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Tips for Creating a Great Flash Briefing Skill

A customer's Flash Briefing is populated with Flash Briefing skills. Flash Briefing skills can contain multiple feeds, and a feed can contain up to five items that are read or played to the customer. A good skill consists of the right mixture of feeds and feed items.

This document gives some tips to create Flash Briefing skills that provide a delightful customer experience.

General Tips

  1. Update your Flash Briefing frequently; at least daily. Customers listen to their Flash Briefing as part of their daily routine, and every feed they turn on will play during their briefing. To make sure that customers hear new content every day, you should update your feeds at least daily. If content is repeated day after day, customers may disable your skill.

  2. Make your content a key part of a customer's daily routine. Provide content that customers look forward to consuming, particularly as a part of their morning or afternoon routines. This could include news, weather, sports, comedy, movie and/or television reviews and more.

  3. Make your content short. Flash Briefing is designed to provide short pieces of content to the customer as they go about their daily routines. We suggest that feeds should be no more than a few minutes long for an audio clip, about 1-2 minutes for text-to-speech (TTS).

  4. Split your content into feeds around topics or themes. If you or your company creates multiple RSS feeds or audio clips organized around different topics or themes, you should consider organizing these RSS feeds or clips as separate feeds under a single skill. You can do this on the Developer Portal when creating a skill.

  5. Separate your feed into items. If you have several headlines or short summaries that you want to provide in your feed, break them into feed items. Each item is separated by an earcon (audible icon) sound, so customers can hear the separation between items.

  6. Remove stale feed items. Flash Briefing will automatically play the five most recent items contained in the RSS or JSON file for a feed. If you do not want these five items played every time a customer requests their flash briefing, then you must remove older items from the RSS or JSON file.

  7. Choose short, meaningful titles for items in a feed. Choose titles that are a few words to a short sentence, but that also provide context for the content. For example, “Alexa Guru Creates a Custom Skill in a Single Day”.

  8. List feeds in the skill description. When you create the long description for your skill in the Developer Portal, make sure you list the feeds that are included in the skill, as well as specifying the default feed. This helps make sure that your feeds display to a customer when they search the Skill Store. List the included feeds at the end of the description. For example:

  9. Avoid advertising, plugs or promotions. A feed’s primary purpose should be to provide informative and entertaining content to customers. Advertising only detracts from the customer experience. For more information, see Alexa Skills Kit Policy Testing

  10. Choose thoughtful introductions and error messages. Choose error messages for your skills and introductions (preambles) for your feeds that are concise and informative.

    • Error messages should be 100 characters or less. For example, "Developer News is temporarily offline."

    • Preambles must start with “In…” or "From" for English skills or "Im" or "Von", "In", "Vom" or "Aus" for German skills and be 70 characters or less. For example, "In Developer News..."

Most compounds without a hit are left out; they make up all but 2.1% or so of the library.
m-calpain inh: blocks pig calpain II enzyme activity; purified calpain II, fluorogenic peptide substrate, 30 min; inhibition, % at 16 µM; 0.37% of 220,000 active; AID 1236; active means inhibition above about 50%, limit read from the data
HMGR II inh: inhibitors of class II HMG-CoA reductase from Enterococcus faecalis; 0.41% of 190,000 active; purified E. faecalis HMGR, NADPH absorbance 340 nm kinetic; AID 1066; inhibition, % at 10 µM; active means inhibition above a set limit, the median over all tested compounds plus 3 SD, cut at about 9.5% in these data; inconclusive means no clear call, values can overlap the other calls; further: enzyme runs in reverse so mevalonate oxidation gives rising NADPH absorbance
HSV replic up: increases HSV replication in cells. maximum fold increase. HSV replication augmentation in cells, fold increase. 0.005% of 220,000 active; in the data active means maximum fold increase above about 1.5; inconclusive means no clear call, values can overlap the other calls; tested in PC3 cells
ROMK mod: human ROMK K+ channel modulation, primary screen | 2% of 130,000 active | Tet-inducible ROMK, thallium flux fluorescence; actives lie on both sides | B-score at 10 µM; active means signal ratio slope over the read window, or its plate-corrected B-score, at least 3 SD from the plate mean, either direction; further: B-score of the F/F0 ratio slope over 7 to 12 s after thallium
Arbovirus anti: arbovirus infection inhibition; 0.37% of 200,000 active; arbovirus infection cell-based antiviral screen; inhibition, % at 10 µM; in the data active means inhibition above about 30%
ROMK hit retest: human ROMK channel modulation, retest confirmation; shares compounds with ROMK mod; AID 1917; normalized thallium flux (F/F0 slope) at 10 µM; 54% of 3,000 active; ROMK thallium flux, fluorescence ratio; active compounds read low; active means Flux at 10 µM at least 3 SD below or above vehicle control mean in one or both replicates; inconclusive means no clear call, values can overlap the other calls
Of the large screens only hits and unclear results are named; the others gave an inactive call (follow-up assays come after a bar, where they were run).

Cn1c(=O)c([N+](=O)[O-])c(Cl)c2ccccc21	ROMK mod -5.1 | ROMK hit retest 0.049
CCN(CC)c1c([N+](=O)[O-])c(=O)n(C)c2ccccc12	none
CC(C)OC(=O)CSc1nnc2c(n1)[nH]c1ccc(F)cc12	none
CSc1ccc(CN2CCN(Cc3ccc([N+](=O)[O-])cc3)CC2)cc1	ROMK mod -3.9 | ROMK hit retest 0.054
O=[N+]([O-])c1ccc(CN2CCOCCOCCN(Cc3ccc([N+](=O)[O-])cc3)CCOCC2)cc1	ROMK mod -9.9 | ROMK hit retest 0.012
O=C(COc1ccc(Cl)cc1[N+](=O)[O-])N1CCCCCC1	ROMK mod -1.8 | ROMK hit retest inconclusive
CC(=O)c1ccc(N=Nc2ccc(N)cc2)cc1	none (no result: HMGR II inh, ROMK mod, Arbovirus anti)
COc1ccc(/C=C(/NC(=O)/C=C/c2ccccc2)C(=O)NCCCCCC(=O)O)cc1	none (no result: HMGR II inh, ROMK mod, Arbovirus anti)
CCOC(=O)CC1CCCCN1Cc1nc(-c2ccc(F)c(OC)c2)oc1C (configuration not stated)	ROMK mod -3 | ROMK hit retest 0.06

11. Test your skill before submitting. The Developer Portal allows you to listen to and test your skill before submitting. By testing, you optimize the customer experience, and may catch issues that would result in your skill failing certification.

  12. Host your feeds on reliable and fast servers. Make sure your feed URL is always available and that it loads quickly. To do so, you should ensure that your feed is hosted on a reliable server that is fast and responsive. There are many cloud providers that are relatively cheap and easy to work with. For example, Amazon Web Services (http://aws.amazon.com) offers options for hosting content feeds.

Tips for Text-to-Speech (TTS) Content

  1. Use short sentences. Sentences designed to be read are often long and difficult to follow when spoken. Use short sentences to create a better listening experience and help your customers to more easily follow your content.

  2. Use proper punctuation for pauses. Commas (,) and semicolons (;) result in short pauses. Periods (.), question marks (?) and exclamation points (!) result in longer pauses. Avoid using other punctuation as it could cause TTS issues.

  3. Don't use HTML or SSML tags, URLs or special symbols. Using HTML or SSML tags, URLs and special symbols will create unpredictable TTS results. Provide plain text that can be easily read.

  4. Keep your content in summary format. TTS is typically better suited to shorter summary content. A one paragraph news summary is typically much better than a two-page article when read aloud. – Audio feeds are better suited to longer material.

  5. Limit a feed item to less than characters. If your feed item exceeds 4500 characters in length, your item will be truncated to the nearest sentence.

Tips for Audio Clip Content

  1. Use high-quality audio formats. For a better listening experience, use an MP3 with a bit rate of at least 256kbps. Make sure audio is free of distracting background or other noises.

  2. Provide a consistent volume for your audio content. Listen to your audio content using Alexa during the testing phase and make sure the volume of your audio clips match the volume of Alexa's speech for your feed's preamble. Ensure the volume of your feeds is consistent between feed items.